Dear Editor, I write on behalf of members of the Institute of Translation and Interpreting (ITI) in response to your article (West Midlands Police to cut £750k from budget for translators, Post September 8).

We are concerned about the quality of service that will be provided under the new arrangements. By slashing rates of pay to interpreters, effective and experienced professionals will no longer be able to afford to carry out this vital work in the public sector, and will seek to earn a better living in other sectors.

Potentially less qualified and experienced language speakers will take on the role in sometimes highly charged and significant police matters. We fear that justice may no longer be done for victims of crime and that court cases may be thrown out due to ineffective translation and a lower quality service, at a high cost to both the taxpayer and our society.

Removing reasonable reimbursement for travel and parking expenses alongside the cuts in rates of pay and minimum period of engagement means it will not be viable for experienced translators and interpreters to continue offering their professional and trusted services, for which they currently earn on average £15,700 per year, according to our current salary survey.

Professional interpreters and translators are required to work anti-social hours and be on call at any time of day or night to attend crime scenes, hospitals, courts and police facilities. Police forces and courts have been able to rely on high calibre professionals who are listed by the National Register of Public Service Interpreters (NRPSI) which independently verifies their credentials and qualifications.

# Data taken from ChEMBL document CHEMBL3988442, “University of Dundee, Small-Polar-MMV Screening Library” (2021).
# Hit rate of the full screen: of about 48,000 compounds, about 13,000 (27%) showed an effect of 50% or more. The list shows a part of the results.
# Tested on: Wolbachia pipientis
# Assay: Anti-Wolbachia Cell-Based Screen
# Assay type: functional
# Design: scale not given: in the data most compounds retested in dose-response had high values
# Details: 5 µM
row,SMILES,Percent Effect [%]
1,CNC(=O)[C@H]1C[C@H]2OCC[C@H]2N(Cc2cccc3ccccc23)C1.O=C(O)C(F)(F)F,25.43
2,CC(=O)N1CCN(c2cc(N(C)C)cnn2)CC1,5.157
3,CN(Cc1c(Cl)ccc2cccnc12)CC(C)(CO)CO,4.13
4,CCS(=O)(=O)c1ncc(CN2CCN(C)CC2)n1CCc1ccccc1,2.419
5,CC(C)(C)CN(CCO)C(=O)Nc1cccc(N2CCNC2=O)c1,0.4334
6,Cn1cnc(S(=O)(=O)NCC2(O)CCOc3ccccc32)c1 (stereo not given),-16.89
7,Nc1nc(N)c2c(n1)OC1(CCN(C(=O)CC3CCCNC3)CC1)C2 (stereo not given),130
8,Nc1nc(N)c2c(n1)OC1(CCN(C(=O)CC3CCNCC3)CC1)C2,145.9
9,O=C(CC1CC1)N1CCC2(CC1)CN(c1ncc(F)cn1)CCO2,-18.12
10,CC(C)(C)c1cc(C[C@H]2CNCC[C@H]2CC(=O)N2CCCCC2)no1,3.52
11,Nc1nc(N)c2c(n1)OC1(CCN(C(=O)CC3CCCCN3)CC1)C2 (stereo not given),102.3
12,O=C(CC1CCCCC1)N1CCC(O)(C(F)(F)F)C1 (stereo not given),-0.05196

The Ministry of Justice is now setting aside this established approach in favour of using a single private sector provider with its own performance standards. We believe they have made this choice purely on the basis of cost, without fully considering the need for professionalism and a high skill level and the overall impact on judicial processes. We are concerned the West Midlands Police force is not prepared to pay dedicated professionals even the modest fees they have received up to now to safeguard an effective and proven service, when the stakes are so high for our society and for victims, witnesses and criminal suspects.

We note that the Metropolitan Police Force has already opted out of the new arrangement, recognising the quality of work and value for money delivered by the trusted network of NRPSI approved professionals it has always used and prioritising the needs and rights of victims of crime and the general public.

We hope that West Midlands Police will follow their lead.

Nick Rosenthal

Chairman, ITI